Ritical commentary on online participation with postings and discussion forum

Please follow the instructions carefully.
Instructions:
Select and critique your best two postings/contributions to Moodle Discussions, plus select and assess the best two postings you chose from the rest of your friends postings.

800-850 words of critical commentary, excluding the text of the postings themselves (which should be attached to the assignment) (Check by using the computer word count) Text beyond 850 words will not be marked.

In your commentary, assess how well your postings or those of your peers contributed to and stimulated further discussion and group learning on the topic, using the literature to support your views. What unique ideas and thoughts did you or your peers contribute? How well did you or your peers engage other members of the group in the discussion? How did this change your understanding or the understanding of the group about the issue? Your selection and/or approach may include:
-an idea advanced by you to the group for evaluation
-a critical evaluation of a classmateas idea or work
-a self-reflective discussion point in which you critically evaluate your own ideas and how you might improve.

Note:
1. The impact of these discussions is unlikely to be immediate. So, be clear about the context and the timeframes as well as the a?topic postinga itself.
2. Your reflection on your peeras input should be respectful. The focus is on your learning and the learning of the group as a whole, it is not about criticising the quality of other studentsa work.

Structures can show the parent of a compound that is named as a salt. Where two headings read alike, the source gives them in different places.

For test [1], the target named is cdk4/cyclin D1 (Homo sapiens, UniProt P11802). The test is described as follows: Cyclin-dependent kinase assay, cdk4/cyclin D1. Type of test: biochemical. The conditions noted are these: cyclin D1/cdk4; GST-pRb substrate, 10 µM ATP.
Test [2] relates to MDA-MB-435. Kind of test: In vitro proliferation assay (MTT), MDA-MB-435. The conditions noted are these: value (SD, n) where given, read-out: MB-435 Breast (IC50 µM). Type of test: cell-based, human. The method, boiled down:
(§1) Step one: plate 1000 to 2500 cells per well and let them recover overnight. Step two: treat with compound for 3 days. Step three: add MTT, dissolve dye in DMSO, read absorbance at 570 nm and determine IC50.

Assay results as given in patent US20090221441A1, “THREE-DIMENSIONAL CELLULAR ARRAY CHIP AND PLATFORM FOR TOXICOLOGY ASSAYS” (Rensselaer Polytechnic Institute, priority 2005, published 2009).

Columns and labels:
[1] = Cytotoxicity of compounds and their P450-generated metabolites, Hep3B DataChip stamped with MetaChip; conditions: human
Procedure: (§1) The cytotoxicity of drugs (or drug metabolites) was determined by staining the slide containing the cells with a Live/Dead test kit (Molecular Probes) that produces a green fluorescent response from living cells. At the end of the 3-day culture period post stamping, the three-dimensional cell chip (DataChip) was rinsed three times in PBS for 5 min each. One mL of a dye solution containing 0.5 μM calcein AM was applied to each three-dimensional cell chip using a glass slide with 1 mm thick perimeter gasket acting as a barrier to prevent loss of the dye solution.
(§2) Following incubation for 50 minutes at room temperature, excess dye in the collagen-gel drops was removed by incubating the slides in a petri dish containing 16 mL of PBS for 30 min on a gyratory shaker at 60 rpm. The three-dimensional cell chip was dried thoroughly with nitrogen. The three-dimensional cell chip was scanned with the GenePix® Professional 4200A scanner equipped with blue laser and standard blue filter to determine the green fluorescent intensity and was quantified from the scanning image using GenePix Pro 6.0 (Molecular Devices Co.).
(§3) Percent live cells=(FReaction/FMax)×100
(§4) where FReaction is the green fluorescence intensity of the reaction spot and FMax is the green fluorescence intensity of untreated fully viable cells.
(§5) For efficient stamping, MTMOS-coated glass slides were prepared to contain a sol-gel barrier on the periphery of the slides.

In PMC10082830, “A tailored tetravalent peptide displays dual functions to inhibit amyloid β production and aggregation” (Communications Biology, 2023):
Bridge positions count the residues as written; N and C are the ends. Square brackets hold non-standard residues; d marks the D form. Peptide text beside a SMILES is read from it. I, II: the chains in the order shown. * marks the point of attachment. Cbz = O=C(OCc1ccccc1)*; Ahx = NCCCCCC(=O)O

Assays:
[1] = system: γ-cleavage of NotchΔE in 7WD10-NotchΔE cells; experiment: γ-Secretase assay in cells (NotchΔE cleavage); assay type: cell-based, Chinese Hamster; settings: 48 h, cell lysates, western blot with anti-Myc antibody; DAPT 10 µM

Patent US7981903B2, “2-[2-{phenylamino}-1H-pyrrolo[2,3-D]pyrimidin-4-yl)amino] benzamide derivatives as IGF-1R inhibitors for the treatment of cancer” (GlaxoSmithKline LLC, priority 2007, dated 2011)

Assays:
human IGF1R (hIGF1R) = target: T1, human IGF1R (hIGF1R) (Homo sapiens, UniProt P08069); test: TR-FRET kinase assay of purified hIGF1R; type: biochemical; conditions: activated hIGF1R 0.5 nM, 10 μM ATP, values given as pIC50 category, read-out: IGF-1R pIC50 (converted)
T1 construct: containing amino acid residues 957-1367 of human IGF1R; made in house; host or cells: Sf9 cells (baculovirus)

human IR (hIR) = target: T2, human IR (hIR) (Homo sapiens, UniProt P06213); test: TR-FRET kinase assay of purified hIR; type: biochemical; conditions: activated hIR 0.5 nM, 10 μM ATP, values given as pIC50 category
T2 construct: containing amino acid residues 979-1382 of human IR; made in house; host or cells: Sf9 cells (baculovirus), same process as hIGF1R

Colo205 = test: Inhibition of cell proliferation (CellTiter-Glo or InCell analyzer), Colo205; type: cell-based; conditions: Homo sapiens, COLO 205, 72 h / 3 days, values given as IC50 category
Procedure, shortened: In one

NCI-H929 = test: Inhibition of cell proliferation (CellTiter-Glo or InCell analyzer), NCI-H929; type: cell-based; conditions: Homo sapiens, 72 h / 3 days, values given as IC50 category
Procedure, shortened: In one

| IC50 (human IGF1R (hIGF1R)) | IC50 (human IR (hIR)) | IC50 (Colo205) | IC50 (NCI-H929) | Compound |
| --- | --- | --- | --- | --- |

Marking criteria:
Criteria:
Critique own postings and identify and describe personal learning.

Expectation for a high distinction:
Is confident in application of own criteria of
judgement and in challenge of received opinion in action and can reflect on action.
Independently takes and understands multiple perspectives and through these can identify and describe personal learning.

Criteria:
Assess student postings and identify and describe group learning.
Expectation for a high distinction:
Able to assess/examine the work of others using
broad ranging criteria. Can provide commentary on
how well the postings contributed to and
stimulated further discussion and group learning
on the topic and offer insight into how the postings
could be developed. Independently takes and understands multiple perspectives and through these can identify and describe group learning.

Criteria:
Analysis and choice of postings (own and other
studentas)
Expectation for a high distinction:
Uses all available data to evaluate the options.
Clear criteria are applied to demonstrate reasons